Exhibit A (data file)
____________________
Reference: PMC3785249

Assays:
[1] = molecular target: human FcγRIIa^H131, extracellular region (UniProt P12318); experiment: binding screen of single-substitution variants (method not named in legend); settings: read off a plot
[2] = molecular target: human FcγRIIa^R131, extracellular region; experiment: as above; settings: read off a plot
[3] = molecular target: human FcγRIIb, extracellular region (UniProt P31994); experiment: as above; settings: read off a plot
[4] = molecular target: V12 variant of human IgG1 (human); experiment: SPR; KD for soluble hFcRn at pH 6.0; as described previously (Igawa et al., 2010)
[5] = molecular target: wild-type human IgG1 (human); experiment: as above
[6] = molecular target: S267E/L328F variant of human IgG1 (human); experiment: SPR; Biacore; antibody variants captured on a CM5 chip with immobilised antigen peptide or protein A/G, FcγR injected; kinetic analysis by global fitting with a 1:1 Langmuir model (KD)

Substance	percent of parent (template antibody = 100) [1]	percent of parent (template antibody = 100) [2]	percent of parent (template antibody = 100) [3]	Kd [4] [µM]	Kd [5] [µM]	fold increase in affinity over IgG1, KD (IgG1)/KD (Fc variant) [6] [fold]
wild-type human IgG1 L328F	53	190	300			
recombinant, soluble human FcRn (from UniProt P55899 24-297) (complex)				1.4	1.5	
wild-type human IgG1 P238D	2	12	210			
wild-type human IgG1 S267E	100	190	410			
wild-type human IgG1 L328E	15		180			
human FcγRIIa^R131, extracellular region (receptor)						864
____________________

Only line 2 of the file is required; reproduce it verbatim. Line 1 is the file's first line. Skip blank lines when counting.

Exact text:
Assays: